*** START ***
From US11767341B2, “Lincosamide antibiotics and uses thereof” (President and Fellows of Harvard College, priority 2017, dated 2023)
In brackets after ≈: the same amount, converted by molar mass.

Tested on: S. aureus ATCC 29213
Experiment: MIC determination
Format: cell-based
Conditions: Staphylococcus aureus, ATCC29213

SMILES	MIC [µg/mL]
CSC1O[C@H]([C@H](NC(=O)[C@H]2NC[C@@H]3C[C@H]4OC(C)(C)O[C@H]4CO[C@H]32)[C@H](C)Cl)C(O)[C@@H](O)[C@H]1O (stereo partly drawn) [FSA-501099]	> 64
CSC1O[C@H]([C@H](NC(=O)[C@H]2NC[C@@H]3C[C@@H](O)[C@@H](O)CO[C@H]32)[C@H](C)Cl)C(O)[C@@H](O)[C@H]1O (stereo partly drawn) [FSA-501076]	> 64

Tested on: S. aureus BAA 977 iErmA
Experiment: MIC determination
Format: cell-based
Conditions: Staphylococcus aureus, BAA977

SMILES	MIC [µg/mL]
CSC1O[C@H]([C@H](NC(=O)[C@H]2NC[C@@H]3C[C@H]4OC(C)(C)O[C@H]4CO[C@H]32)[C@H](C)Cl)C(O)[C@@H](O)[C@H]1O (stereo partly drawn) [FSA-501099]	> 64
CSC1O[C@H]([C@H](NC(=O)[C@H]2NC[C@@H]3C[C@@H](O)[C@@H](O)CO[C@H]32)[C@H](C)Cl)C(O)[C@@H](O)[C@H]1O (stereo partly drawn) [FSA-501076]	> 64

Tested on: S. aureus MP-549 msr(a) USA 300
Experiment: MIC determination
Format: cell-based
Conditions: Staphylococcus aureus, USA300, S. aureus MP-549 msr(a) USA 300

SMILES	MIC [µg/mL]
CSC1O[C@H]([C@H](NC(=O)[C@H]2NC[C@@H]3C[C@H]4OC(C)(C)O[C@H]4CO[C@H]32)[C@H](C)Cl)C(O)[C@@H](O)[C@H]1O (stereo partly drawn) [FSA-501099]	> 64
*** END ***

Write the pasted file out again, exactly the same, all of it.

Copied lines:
From US11767341B2, “Lincosamide antibiotics and uses thereof” (President and Fellows of Harvard College, priority 2017, dated 2023)
In brackets after ≈: the same amount, converted by molar mass.

Tested on: S. aureus ATCC 29213
Experiment: MIC determination
Format: cell-based
Conditions: Staphylococcus aureus, ATCC29213

SMILES	MIC [µg/mL]
CSC1O[C@H]([C@H](NC(=O)[C@H]2NC[C@@H]3C[C@H]4OC(C)(C)O[C@H]4CO[C@H]32)[C@H](C)Cl)C(O)[C@@H](O)[C@H]1O (stereo partly drawn) [FSA-501099]	> 64
CSC1O[C@H]([C@H](NC(=O)[C@H]2NC[C@@H]3C[C@@H](O)[C@@H](O)CO[C@H]32)[C@H](C)Cl)C(O)[C@@H](O)[C@H]1O (stereo partly drawn) [FSA-501076]	> 64

Tested on: S. aureus BAA 977 iErmA
Experiment: MIC determination
Format: cell-based
Conditions: Staphylococcus aureus, BAA977

SMILES	MIC [µg/mL]
CSC1O[C@H]([C@H](NC(=O)[C@H]2NC[C@@H]3C[C@H]4OC(C)(C)O[C@H]4CO[C@H]32)[C@H](C)Cl)C(O)[C@@H](O)[C@H]1O (stereo partly drawn) [FSA-501099]	> 64
CSC1O[C@H]([C@H](NC(=O)[C@H]2NC[C@@H]3C[C@@H](O)[C@@H](O)CO[C@H]32)[C@H](C)Cl)C(O)[C@@H](O)[C@H]1O (stereo partly drawn) [FSA-501076]	> 64

Tested on: S. aureus MP-549 msr(a) USA 300
Experiment: MIC determination
Format: cell-based
Conditions: Staphylococcus aureus, USA300, S. aureus MP-549 msr(a) USA 300

SMILES	MIC [µg/mL]
CSC1O[C@H]([C@H](NC(=O)[C@H]2NC[C@@H]3C[C@H]4OC(C)(C)O[C@H]4CO[C@H]32)[C@H](C)Cl)C(O)[C@@H](O)[C@H]1O (stereo partly drawn) [FSA-501099]	> 64